In Paul’s understanding of the Church and the community of believers, the idea of reaching out and offering guidance to people he had not yet met was not strange. It was intended as a gesture of love and encouragement and an acknowledgment of the difficulties that all believers face.
Why is Paul Writing to Rome?
In many of the other New Testament Epistles, there is often a clear issue or situation that the writing apostle is responding to by their letter. Sometimes it is the report of wrongdoing or wrong teaching; sometimes it is in answer to a question. This does not appear to be the case in Romans.
At the time Paul's letter to the Roman church was written, believers in Rome were experiencing a time of relative peace. This was prior to the period of Christian persecution spearheaded by Nero and beginning after the fire in Rome which took place in 64 C.E. Nevertheless, Paul recognized the need for basic Gospel doctrine within the Roman church.
Based on Romans 15:23, it seems clear that the church in Rome was had already been active for a number of years. We do not know for certain how the church in Rome originally began. The most commonly posited explanation is that those Romans who were present for the events of Pentecost eventually made their way back to Rome and started a church in one of the synagogues.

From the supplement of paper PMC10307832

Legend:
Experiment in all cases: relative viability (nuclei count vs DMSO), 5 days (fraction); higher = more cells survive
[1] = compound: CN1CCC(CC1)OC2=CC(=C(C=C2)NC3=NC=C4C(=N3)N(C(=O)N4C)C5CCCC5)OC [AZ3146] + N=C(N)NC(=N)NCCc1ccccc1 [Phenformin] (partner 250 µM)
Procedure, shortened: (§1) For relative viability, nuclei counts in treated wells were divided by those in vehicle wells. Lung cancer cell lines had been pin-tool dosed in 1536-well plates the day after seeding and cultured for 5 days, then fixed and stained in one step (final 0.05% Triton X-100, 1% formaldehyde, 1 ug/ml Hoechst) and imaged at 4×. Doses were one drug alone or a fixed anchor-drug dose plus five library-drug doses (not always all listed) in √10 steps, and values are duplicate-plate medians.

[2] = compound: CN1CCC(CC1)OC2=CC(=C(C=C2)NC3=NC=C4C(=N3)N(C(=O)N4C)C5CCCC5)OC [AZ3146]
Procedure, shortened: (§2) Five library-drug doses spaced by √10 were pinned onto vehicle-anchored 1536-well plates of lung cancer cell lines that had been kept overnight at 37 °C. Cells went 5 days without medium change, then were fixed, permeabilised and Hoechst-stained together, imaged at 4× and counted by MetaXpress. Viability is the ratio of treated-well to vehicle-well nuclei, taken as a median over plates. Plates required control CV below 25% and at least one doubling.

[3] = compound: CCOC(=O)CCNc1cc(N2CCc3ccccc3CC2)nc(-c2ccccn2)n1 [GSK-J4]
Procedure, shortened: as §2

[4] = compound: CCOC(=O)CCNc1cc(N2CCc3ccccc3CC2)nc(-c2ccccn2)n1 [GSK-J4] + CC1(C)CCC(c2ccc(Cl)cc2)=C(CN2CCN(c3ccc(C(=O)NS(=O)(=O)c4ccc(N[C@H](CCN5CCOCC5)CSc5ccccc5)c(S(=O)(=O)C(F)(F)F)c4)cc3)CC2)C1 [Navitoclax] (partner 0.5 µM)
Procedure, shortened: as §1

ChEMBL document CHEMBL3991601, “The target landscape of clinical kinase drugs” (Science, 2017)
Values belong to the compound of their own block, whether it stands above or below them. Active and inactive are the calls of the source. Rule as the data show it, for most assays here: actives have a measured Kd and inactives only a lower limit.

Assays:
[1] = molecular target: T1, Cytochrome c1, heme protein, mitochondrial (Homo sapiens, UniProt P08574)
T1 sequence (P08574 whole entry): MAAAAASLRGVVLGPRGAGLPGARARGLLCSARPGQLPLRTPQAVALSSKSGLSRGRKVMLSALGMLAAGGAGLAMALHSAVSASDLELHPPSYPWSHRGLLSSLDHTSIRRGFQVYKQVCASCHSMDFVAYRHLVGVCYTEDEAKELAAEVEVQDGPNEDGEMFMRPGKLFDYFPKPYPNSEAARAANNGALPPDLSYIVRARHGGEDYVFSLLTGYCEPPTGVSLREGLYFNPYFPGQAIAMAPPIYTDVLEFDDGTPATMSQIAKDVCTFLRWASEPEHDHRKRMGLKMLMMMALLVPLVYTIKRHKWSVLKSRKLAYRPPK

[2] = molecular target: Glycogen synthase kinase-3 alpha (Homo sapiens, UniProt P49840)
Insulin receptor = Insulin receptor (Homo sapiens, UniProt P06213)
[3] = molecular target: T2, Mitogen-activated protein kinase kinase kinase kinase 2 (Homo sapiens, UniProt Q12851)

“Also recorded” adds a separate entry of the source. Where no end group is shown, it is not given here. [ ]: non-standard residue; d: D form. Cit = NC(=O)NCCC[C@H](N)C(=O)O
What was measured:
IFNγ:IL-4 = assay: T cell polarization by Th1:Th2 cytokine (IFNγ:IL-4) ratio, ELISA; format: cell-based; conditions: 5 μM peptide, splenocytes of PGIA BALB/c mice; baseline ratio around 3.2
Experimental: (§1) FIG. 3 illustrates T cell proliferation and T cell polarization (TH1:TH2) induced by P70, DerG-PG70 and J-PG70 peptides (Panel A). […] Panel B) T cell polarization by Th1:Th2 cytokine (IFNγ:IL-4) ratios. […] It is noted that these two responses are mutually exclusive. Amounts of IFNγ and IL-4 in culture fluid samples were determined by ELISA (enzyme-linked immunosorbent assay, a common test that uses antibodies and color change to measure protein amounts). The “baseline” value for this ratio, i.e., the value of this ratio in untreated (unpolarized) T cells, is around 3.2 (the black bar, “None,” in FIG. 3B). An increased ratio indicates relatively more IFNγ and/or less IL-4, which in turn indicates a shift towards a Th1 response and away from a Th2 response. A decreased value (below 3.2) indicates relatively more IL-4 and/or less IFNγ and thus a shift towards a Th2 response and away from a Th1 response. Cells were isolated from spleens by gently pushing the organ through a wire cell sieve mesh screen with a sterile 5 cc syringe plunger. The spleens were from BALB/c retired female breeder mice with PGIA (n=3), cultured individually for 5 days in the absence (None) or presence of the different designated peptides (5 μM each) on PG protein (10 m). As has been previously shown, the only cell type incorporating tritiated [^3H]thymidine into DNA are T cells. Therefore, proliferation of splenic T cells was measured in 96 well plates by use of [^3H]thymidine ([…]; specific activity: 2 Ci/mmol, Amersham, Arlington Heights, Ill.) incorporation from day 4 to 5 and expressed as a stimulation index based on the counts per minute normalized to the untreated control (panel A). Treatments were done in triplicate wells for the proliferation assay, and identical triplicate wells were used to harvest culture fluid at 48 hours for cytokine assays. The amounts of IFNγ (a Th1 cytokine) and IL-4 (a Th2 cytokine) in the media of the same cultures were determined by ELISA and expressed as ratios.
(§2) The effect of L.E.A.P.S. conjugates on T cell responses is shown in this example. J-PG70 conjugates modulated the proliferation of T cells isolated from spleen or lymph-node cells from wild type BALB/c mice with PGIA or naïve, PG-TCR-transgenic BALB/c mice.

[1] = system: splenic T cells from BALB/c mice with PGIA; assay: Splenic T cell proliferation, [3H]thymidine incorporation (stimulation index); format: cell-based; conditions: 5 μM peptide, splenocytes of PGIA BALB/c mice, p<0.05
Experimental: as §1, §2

Some scholars also suggest that people who may have heard the gospel in Asia, Greece, or elsewhere could have traveled to Rome bringing news of Jesus with them. In Romans 16 Paul greets several people, notably including Priscilla and Aquila. Both Aquila and Priscilla were in Rome until about 49 C.E. when Claudius expelled all the Jews from the city. The couple met Paul when he came to Corinth and went on to further ministry around the region, eventually ending up in Rome.
Romans 1:8 also clues us in that this community of believers was well-established throughout the world--due, in part to Rome’s significance as a city, and in part because of their faithful worship and witness. The book of Romans is an example of one of the key figures of the early church reaching out to one of the most famous communities of believers in a spirit of encouragement and guidance.